Postmedia reporter, Mike DeSouza, has recently released several slides from Fisheries and Oceans Canada staff explaining how the current Canadian Fisheries Act is intended to protect fish habitat, including a slide clearly setting out the current legal protection for fish habit. Readers of our Environmental Law Alert will know that Bill C-38, which was passed by the House of Commons on June 18th and is currently before the Senate, seeks to replace the current rule against Harmfully Altering, Disrupting or Destroying (HADD) fish habitat with a general requirement not to cause “serious harm” to fisheries. If Bill C-38 is passed, the federal Cabinet intends to bring this new rule into force once it has developed regulations for the revised Act.
The Fisheries and Oceans Canada slide on legal protection for fish habitat protection is a good summary of the law as it currently stands. We liked it so much that we’ve updated it to reflect how “serious harm” will change the current legal protection for fish habitat if it becomes law. Our updates are in red.
In addition to destruction or permanent alteration of fish habitat, “serious harm” also refers to anything that actually kills fish (as long as they are members of “commercial, recreational or Aboriginal fisheries or fish that support such a fishery”), but this is something which was already banned under other sections of the current Fisheries Act.
The slide's picture of a clearcut over a stream? Logging companies may well be allowed to do that to fish habitat without violating the Fisheries Act, if the Bill C-38 changes become law (since the stream will eventually recover and as long as no one can prove that fish actually died as a result).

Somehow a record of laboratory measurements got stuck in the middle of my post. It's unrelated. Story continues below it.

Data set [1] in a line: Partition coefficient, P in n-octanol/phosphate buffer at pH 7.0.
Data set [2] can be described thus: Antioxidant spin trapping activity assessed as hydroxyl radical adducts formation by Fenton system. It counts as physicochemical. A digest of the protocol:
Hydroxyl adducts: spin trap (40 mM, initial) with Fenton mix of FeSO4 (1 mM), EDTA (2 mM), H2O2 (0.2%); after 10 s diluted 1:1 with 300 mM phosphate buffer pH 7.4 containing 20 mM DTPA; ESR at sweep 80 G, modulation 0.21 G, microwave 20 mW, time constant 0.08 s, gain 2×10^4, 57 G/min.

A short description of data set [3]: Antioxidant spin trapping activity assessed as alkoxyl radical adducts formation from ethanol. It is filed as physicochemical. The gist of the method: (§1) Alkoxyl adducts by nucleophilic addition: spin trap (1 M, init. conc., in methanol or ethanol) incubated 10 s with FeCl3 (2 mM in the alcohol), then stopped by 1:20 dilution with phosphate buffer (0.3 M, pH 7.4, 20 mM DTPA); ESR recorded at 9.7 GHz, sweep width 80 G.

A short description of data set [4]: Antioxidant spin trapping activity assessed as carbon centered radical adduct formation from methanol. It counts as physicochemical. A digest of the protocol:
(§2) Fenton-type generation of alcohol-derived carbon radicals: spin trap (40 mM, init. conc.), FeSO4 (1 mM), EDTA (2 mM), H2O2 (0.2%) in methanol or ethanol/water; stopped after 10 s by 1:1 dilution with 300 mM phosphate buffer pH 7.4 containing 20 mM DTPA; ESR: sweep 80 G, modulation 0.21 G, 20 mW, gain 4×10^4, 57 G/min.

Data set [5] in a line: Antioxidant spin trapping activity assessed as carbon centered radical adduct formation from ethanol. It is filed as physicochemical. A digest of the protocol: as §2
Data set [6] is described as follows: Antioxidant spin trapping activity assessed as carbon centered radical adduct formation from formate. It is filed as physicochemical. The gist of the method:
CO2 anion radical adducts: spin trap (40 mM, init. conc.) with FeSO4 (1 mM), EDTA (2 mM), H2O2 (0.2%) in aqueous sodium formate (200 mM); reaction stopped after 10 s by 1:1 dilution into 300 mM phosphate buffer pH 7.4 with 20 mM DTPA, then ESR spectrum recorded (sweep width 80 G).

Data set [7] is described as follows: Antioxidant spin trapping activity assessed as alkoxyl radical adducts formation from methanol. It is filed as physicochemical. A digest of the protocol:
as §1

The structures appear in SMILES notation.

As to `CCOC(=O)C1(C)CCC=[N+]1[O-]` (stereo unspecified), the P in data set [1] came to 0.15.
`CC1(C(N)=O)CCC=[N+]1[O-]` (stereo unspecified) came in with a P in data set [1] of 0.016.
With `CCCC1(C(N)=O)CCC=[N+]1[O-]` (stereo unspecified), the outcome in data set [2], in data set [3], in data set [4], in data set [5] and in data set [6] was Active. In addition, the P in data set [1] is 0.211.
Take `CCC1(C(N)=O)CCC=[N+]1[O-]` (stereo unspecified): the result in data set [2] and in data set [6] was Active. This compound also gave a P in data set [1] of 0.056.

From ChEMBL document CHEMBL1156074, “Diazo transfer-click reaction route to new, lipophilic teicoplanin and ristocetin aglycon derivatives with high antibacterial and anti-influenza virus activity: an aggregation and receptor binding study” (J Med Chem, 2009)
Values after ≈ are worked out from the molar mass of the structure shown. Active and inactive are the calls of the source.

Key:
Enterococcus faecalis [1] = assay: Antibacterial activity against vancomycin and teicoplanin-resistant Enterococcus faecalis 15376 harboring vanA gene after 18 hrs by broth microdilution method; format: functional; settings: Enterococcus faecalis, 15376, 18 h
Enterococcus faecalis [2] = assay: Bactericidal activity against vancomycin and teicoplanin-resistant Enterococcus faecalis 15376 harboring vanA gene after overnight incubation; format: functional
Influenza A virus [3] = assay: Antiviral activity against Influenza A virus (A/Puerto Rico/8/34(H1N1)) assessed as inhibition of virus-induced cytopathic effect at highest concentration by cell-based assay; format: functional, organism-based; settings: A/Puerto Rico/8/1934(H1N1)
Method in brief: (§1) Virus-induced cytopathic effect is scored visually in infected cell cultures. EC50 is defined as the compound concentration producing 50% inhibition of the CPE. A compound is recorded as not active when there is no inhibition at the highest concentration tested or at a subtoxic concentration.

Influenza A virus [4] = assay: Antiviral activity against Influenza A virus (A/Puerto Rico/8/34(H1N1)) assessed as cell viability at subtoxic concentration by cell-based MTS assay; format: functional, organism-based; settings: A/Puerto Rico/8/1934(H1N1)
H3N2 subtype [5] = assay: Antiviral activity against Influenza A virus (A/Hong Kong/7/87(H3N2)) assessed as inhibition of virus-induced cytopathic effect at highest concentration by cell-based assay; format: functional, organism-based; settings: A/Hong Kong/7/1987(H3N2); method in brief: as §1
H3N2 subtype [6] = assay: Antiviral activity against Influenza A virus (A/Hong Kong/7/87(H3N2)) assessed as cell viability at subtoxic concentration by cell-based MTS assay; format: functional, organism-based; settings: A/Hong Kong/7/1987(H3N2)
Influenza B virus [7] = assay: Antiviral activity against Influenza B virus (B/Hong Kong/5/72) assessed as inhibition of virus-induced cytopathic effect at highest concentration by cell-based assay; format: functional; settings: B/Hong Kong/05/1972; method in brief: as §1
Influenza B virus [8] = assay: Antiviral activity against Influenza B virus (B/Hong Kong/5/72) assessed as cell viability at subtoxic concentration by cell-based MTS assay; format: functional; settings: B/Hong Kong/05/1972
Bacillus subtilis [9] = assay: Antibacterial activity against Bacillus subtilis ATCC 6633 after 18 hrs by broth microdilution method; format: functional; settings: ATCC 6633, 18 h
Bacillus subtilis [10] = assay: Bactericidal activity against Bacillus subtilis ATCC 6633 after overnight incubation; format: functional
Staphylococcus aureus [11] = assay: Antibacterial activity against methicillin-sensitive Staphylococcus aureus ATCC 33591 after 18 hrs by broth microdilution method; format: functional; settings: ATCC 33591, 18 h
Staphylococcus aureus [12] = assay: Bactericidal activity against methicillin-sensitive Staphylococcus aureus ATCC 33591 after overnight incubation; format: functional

Click here for more on why “serious harm” is a serious problem for anyone who cares about fish.
The serious harm provision is without a doubt the most significant change to the Fisheries Act under Bill C-38, and yet government statements about the changes rarely mention it – instead claiming that the changes will allow government to focus on fish species or fish waters that deserve protection. So let us be clear – the “serious harm” provisions will reduce legal protection for all fish and all fish waters – even those that everyone agrees deserve legal protection. The habitat of many other fish species may not have even this level of protection.
By Andrew Gage, Staff Lawyer
The slide show that Mike DeSouza released was original written by Alasdair Beattie and Peter Delaney of Fisheries and Oceans Canada. The whole slide show is worth a watch for anyone seeking to understand fish habitat protection under the current Act, and what might be lost by the Bill C-38 amendments.